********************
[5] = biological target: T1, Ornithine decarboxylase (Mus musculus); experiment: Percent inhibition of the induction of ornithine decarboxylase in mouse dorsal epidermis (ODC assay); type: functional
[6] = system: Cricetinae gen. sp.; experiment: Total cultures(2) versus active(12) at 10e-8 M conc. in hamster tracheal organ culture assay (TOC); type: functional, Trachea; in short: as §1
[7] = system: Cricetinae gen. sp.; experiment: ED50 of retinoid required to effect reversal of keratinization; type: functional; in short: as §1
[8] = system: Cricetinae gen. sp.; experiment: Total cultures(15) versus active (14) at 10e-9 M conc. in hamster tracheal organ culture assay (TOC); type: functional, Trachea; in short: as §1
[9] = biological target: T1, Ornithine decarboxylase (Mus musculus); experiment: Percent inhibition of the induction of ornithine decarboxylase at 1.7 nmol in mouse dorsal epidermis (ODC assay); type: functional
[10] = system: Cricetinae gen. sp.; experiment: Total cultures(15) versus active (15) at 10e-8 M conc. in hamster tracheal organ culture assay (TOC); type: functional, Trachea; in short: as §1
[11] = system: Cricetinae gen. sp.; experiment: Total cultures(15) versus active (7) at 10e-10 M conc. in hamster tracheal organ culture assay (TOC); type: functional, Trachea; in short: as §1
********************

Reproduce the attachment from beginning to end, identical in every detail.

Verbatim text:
[5] = biological target: T1, Ornithine decarboxylase (Mus musculus); experiment: Percent inhibition of the induction of ornithine decarboxylase in mouse dorsal epidermis (ODC assay); type: functional
[6] = system: Cricetinae gen. sp.; experiment: Total cultures(2) versus active(12) at 10e-8 M conc. in hamster tracheal organ culture assay (TOC); type: functional, Trachea; in short: as §1
[7] = system: Cricetinae gen. sp.; experiment: ED50 of retinoid required to effect reversal of keratinization; type: functional; in short: as §1
[8] = system: Cricetinae gen. sp.; experiment: Total cultures(15) versus active (14) at 10e-9 M conc. in hamster tracheal organ culture assay (TOC); type: functional, Trachea; in short: as §1
[9] = biological target: T1, Ornithine decarboxylase (Mus musculus); experiment: Percent inhibition of the induction of ornithine decarboxylase at 1.7 nmol in mouse dorsal epidermis (ODC assay); type: functional
[10] = system: Cricetinae gen. sp.; experiment: Total cultures(15) versus active (15) at 10e-8 M conc. in hamster tracheal organ culture assay (TOC); type: functional, Trachea; in short: as §1
[11] = system: Cricetinae gen. sp.; experiment: Total cultures(15) versus active (7) at 10e-10 M conc. in hamster tracheal organ culture assay (TOC); type: functional, Trachea; in short: as §1